SALT LAKE CITY — Peeling back the layers of design, dialogue and character in a mystery is both the challenge and the thrill of making and seeing such a production. As director Melissa Rain Anderson states in her director’s note, “only a live performance can truly grasp the heartbeat of the events depicted. Even if you are familiar with Murder on the Orient Express, there are so many sly nuances woven throughout that you cannot help but be swept away into this beloved caper. Time is compressed and it’s a race to the finish line to solve the case.” I have rarely seen a director hit their own target with such precision. This excellent adaptation by Ken Ludwig lived up to its billing with a powerful blend of mysterious intrigue, timeless wit, and high stakes drama that kept my attention rapt from start to finish.
The play opens with a sort of radio drama depicting the parents of Daisy Armstrong putting her to bed on the night she is murdered. The set was ominously lit with a rocking horse stage right to indicate the first crime that set the play’s action into motion. Narrative dialogue of Daisy calling out tragically for her parents as she screamed seemed to blend into a train whistle and set the stakes for the play’s tension. However, in the next scene John Tufts steps out wearing the iconic Hercule Poirot accoutrement, breaks the fourth wall, and tells the audience “Romance and tragedy, primal murder and the urge for revenge,” are a pleasant way to spend an evening together. Throughout the play, the dramatic shifts of chilling tension and expert comedic timing are revealed bit by bit as the play arrives at its final dramatic question about who has the right and responsibility of serving justice.
The play’s technical aspects were as interesting as the acting and directing. Jason Simms designed a set that made use of false prosceniums to set the opening sequence in an ostentatious hotel cafe, but transitioned impressively into a moving train passing through the snowy Alps while staying on the Simmons Pioneer Memorial Theatre stage. The set was both practical in showing train compartments side by side, and a marvel to watch the movement of the train cars from stage left to stage right as action moved from carriage to carriage. Jaymi Lee Smith’s lighting design cleverly highlighted specific moments in the play. During the final summation, Poirot recalls moments from the play and key pieces of evidence characters had given through the play. When these were brought up, actors were highlighted in precise azure spots as they rattled off core details — and the lights then immediately went out. The effect was clear and concise. Throughout the play, lights told the story of the train moving, set the central ambiance, and at times highlighted key moments, such as the play’s title murder on the Orient Express.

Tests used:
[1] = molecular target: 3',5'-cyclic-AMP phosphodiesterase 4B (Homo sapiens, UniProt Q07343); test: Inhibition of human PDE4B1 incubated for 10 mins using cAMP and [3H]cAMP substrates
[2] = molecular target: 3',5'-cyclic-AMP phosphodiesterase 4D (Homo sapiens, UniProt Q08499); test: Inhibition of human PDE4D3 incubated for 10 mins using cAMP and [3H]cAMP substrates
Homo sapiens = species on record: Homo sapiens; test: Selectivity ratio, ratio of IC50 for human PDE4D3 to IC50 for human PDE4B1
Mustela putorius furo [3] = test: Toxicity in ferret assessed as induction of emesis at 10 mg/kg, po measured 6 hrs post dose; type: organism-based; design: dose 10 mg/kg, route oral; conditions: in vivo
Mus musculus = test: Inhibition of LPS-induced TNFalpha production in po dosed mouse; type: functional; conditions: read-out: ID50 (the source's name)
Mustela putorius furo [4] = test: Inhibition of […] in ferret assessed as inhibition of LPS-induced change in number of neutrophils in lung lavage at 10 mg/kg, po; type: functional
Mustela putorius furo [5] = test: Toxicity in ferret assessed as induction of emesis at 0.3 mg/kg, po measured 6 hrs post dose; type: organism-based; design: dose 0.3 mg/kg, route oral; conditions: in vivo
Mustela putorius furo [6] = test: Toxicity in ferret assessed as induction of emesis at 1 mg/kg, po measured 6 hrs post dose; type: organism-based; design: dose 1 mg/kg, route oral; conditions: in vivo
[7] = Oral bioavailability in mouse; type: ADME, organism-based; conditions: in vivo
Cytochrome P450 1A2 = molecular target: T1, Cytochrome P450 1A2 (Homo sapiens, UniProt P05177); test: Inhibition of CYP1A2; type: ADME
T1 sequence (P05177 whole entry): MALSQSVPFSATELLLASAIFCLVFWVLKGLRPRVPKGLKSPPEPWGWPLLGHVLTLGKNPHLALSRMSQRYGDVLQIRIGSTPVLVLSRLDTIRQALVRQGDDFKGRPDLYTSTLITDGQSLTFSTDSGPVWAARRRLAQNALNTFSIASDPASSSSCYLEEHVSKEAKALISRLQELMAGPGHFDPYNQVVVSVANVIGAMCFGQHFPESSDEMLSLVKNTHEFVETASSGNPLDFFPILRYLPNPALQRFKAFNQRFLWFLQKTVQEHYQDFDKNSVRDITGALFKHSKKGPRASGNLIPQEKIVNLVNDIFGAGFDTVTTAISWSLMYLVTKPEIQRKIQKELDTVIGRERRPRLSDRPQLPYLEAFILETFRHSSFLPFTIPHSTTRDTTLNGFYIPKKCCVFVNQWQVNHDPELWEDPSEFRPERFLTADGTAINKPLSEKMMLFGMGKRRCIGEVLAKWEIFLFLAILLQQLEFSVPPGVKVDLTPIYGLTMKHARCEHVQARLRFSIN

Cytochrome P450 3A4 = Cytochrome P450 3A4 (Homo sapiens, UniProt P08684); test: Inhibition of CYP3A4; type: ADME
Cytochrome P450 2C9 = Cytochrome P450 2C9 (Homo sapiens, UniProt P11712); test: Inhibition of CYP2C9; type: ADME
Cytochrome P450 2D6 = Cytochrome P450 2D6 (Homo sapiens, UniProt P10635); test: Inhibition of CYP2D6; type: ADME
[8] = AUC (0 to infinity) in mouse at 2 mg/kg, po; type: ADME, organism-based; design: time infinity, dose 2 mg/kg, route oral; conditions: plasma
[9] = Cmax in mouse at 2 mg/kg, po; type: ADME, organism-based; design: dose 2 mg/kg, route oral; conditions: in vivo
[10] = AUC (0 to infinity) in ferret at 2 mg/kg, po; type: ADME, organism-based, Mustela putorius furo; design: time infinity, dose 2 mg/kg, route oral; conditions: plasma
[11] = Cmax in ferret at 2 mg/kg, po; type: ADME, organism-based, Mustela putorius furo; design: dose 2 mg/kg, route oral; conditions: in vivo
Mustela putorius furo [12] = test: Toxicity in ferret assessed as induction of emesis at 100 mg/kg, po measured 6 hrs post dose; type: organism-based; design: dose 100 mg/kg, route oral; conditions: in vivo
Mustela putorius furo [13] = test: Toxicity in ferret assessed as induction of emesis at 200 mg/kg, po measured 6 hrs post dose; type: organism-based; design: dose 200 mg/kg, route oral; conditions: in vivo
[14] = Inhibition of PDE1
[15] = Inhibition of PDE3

The cast was strong from engine to caboose, especially Tufts as Poirot. Tufts had the unenviable task of recreating a character beloved in literature and played by world-renowned performers, including the iconic David Suchet and (more recently) Kenneth Branagh. Yet, Tufts measured up well to the little Belgian’s legacy. Tufts carried the calm demeanor of Poirot while still commanding all around him when necessary. Most powerful of all was his final monologue when the play ends, as he reflects on what a miscarriage of justice looks like. While the play had a full head of steam through most of the production, Tufts took his time to let difficult questions simmer before the final curtain.
I was similarly taken with Anne Tolpegin as Helen Hubbard, a character who is a façade on top of a façade. Hubbard pretends to be a Minnesota dame with a penchant for finding the wrong man, only to find another, wealthier, husband. Tolpegin played up these hilarious archetypes with a strong Northern accent as shamelessly flirts with Michael the Conductor (played by Alec Ruiz). When her character’s secrets are revealed, Tolpegin quickly becomes cold and calculating in a way that demonstrates the dynamic performance range that the character is purported to have.
The play was full of animated caricatures, but each actor in the cast revealed that these were all misrepresentations when the perfect plan for murder went off the rails. It is a credit to Anderson’s cohesive treatment of the production that the cast and crew put together such a potent show. I am stingy with my standing ovations, but this production of the Agatha Christie classic deserved one, and the crowd overwhelmingly appeared to agree. Murder on the Orient Express was such an impressive blend of fast paced humor and intense storytelling. Yet, it still managed to burn slowly enough to be interesting. Get tickets fast, because this train ride to intrigue won’t be in the station for long.